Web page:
The IPAB observed that, under Section 15 of the Patents Act, 'the learned Controller ought not to have mechanically refused the application and on the other hand he could have exercised discretion to give opportunity to the applicant/appellant by making amendments in the application' (and later deciding whether to accept or reject the amended application). According to the board, the Assistant Controller issued a 'cryptic and non-speaking order', which failed to take into account all the arguments raised by the patent applicant. Similarly, when assessing the lack of inventive step, 'the Controller has given a very bald and vague reason without going into the details of the entire document'. Setting aside the contested decision, the IPAB remanded the matter to the Assistant Controller, bound to 'consider the matter afresh by affording sufficient reasonable opportunity to the applicant/appellant to substantiate their claims'.
The Intellectual Property Appellate Board held that '[t]he reading of the [...] provision [of Section 14] makes it crystal clear that the above said provision contemplates of an opportunity of hearing and as such the said provision is mandatory but unfortunately in the instant case such a mandatory requirement of affording opportunity to be heard was denied to the appellant'. According to a previous judgment of the High Court of Delhi, which the board considered to be 'squarely applicable to the facts of the instant case', the provision at issue 'casts a duty on the controller to give a hearing to an applicant, before exercising any discretionary power, which was likely to affect an applicant for a patent adversely'. The IPAB added that, as an order under Sections 14 and 15 is indeed appealable (while a decision rendered in a pre-grant opposition proceeding, under Section 25, may not be equally appealable, or may force the applicant to defer its appeal), Abraxis was deprived of its right to appeal the adverse order. For these reasons, the board concluded that the Assistant Controller passed the contested decision 'in flagrant violation of the Principle of Natural Justice'.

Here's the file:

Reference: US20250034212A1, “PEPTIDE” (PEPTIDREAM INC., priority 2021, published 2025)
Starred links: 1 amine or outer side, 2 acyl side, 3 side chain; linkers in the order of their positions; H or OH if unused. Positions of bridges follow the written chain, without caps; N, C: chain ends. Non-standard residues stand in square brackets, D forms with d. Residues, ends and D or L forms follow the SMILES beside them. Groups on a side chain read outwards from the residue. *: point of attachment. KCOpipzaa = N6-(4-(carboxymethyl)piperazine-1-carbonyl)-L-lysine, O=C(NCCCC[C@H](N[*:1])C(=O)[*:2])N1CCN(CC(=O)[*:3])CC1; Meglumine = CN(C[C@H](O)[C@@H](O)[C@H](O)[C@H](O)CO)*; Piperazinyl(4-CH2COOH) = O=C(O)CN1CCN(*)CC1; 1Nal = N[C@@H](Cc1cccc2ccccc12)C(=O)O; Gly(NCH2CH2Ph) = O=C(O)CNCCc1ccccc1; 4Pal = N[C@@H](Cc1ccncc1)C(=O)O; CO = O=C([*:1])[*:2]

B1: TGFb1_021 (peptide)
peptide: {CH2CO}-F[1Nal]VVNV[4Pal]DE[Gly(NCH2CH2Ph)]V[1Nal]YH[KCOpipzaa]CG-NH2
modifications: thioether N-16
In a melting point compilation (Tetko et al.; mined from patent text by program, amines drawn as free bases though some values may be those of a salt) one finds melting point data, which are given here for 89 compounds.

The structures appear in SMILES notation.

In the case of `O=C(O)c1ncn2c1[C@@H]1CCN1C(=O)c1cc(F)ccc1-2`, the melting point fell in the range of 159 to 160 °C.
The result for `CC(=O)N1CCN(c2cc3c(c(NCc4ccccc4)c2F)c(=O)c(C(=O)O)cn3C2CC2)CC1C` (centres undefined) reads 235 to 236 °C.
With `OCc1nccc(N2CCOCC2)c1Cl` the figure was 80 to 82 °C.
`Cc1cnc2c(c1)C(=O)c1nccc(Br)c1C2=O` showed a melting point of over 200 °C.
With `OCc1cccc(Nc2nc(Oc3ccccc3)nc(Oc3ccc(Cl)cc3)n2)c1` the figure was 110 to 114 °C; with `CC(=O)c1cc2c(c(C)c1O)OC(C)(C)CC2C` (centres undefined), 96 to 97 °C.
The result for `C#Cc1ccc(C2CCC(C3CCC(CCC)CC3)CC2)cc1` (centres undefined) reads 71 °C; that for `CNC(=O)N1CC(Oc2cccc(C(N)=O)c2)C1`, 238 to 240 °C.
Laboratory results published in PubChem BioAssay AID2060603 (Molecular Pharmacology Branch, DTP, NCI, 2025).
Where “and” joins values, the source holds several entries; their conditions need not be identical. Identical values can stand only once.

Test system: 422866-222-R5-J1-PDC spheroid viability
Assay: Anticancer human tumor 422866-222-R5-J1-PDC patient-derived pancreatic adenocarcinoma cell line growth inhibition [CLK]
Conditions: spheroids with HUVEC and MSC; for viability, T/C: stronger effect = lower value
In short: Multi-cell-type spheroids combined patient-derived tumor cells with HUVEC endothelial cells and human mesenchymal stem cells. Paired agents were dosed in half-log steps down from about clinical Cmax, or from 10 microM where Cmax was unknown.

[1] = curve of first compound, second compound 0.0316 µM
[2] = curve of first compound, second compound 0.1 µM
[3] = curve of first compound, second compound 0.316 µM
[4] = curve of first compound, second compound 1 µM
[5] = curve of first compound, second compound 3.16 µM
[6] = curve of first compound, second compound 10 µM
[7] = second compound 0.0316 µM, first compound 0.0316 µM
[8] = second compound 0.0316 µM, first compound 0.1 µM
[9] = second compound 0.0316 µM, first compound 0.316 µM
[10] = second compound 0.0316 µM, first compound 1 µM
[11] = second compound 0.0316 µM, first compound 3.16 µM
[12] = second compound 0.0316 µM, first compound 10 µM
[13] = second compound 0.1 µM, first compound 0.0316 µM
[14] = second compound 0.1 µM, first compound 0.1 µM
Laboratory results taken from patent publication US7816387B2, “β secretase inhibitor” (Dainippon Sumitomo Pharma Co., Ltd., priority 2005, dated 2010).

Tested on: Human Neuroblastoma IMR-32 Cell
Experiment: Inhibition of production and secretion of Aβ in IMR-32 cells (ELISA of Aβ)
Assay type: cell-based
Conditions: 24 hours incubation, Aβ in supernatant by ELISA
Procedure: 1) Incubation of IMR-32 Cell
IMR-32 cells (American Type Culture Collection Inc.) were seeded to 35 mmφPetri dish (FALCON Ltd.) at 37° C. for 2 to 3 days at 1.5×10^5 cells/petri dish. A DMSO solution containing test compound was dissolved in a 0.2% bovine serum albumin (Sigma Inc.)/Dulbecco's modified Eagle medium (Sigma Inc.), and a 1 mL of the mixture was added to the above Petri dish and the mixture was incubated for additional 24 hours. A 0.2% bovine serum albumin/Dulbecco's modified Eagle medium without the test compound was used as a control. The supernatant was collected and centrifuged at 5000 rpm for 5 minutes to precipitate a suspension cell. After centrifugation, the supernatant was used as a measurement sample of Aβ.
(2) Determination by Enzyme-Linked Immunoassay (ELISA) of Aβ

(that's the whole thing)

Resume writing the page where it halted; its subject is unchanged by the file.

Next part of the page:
The second argument raised by Abraxis was also upheld. Reciting previous case law, the IPAB noted that '[w]hen the facts necessary to make out a particular claim, or to seek a particular relief, are not found in the plaint, the Court cannot focus the attention of the parties, or its own attention on that claim or relief, by framing an appropriate issue'. Thus, the Assistant Controller erred in extending the perimeter of its review to an argument which had not been raised by any of the parties.